Abstract: Is the arrival rate of a job independent of the wage that it pays? We answer this question by testing how, and to what extent, unemployment insurance changes the hazard rate of leaving unemployment across the wage distribution using a Mixed Proportional Hazard Competing Risk Model and data from the 1997 National Longitudinal Survey of Youth. Controlling for worker characteristics we reject that job arrival rates are independent of the wages offered. We apply the results to several prominent job-search models and interpret how our findings are key to determining the efficacy of unemployment insurance.
Abstract: We construct an aggregate labor input series from 1979 to adjust for changes in the experience and education levels of the workforce using the Current Population Survey's Outgoing Rotation Groups. We compare the cyclical behavior of labor input to aggregate hours - finding that labor input is about 11% less volatile over the business cycle and that the quality of the workforce is countercyclical. We show that a decrease in labor productivity beginning in 2004, the "productivity slowdown," is understated by 23 percentage points when using aggregate hours instead of labor input to calculate productivity, and that 80% of the average quarterly growth rate of labor productivity can be attributed to increases in education and experience since 2004.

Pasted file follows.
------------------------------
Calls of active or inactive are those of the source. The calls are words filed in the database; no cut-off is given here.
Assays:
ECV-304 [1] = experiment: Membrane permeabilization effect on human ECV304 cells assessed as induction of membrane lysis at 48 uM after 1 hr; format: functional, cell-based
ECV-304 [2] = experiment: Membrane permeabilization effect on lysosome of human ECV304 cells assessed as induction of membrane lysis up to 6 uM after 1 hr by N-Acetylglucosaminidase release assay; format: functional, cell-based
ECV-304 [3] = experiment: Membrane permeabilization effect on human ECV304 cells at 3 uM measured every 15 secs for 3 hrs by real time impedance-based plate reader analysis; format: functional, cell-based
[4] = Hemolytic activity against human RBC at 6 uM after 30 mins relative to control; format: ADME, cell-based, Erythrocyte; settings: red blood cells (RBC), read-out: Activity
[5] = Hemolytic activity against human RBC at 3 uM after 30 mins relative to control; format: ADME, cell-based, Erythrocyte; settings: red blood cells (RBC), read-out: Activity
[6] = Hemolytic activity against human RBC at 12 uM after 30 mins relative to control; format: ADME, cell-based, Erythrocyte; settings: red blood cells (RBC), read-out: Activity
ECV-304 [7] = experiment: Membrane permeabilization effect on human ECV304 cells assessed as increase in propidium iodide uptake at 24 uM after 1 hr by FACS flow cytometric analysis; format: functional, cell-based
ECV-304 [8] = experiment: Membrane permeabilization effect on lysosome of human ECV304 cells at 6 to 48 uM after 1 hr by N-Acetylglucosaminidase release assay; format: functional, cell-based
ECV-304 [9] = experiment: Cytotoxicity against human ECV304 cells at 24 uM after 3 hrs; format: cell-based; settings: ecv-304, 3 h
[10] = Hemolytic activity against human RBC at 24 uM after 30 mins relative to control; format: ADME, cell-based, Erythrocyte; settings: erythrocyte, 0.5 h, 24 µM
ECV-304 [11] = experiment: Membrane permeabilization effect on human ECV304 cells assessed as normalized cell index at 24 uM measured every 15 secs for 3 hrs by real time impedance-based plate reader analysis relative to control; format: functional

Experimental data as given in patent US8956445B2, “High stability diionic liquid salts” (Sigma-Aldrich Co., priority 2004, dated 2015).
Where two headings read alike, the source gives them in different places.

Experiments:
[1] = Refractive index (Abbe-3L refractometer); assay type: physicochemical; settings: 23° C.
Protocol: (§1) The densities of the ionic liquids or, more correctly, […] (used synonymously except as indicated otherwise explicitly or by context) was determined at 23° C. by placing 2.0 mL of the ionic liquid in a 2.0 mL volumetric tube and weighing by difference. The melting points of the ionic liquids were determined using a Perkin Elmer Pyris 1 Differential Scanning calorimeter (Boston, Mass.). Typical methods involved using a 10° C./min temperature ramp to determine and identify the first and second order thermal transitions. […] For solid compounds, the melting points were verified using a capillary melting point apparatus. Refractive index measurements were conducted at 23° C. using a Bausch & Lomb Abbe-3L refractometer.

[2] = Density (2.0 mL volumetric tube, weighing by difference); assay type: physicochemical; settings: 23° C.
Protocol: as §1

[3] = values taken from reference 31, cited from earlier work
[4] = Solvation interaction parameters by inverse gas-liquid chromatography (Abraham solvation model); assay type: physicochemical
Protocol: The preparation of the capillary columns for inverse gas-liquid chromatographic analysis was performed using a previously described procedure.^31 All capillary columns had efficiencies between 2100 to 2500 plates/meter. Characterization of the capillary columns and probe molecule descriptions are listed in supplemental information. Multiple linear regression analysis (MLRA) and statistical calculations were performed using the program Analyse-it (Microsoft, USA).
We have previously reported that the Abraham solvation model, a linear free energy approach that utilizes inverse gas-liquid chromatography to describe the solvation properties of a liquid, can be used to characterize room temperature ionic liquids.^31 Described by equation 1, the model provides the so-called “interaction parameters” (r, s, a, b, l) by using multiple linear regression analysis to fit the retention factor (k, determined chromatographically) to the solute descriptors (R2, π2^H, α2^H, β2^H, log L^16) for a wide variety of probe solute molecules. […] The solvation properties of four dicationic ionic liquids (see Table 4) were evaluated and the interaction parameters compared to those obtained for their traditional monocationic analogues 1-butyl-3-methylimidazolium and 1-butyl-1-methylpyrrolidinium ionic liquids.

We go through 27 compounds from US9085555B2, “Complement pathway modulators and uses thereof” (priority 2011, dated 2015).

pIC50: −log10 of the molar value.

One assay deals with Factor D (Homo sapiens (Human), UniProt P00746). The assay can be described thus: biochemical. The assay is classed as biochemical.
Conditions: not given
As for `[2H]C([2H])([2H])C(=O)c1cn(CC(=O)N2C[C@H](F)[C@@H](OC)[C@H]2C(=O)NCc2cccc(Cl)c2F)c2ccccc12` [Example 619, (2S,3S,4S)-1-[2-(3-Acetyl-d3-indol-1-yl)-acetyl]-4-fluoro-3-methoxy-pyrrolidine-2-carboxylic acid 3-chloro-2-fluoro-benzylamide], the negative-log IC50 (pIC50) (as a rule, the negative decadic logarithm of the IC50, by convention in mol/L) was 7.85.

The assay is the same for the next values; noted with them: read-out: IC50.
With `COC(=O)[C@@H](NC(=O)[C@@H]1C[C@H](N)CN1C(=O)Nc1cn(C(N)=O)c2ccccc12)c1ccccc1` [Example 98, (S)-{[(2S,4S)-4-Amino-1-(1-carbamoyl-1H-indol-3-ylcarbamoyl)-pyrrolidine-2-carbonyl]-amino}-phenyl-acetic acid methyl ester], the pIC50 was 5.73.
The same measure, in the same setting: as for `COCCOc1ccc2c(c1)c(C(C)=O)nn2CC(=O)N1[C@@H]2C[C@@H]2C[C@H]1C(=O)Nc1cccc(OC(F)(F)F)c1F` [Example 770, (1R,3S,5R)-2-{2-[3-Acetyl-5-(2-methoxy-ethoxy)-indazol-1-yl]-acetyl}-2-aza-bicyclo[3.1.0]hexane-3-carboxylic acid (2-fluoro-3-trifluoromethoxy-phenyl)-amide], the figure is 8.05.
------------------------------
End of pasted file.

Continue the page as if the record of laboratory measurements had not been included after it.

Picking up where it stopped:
Abstract: From 1964-1990, the aggregate intercounty migration rate remained largely unchanged, after which it began to decrease. During this same period, however, the intercounty migration rate of married couples steadily declined while the migration rate of single individuals concurrently increased. These differential trends suggest important differences in how multi-member households and individuals make decisions. This paper builds on the extensive demography and labor literature by asking how much of the decline in the mobility of married couples can be accounted for by the rapid increase in female labor force participation from 1960 to 2000?
Abstract: Property crime is today more widespread in Europe than in the United States, while the opposite was true during the 1970s and 1980s. In this paper we study the deter- minants of crime in a dynamic general equilibrium labor and crime search model. We focus on United States and United Kingdom, and compute the contribution of various factors to the total change. We find that changes in the probability of ap- prehension and prison duration increased crime rates for both countries. At the same time, changes in the job finding and job separation rates decreased the crime rate in the United States, but increased it in the United Kingdom. Changes in the unemployment insurance rates and age distribution also contributed to the reversal.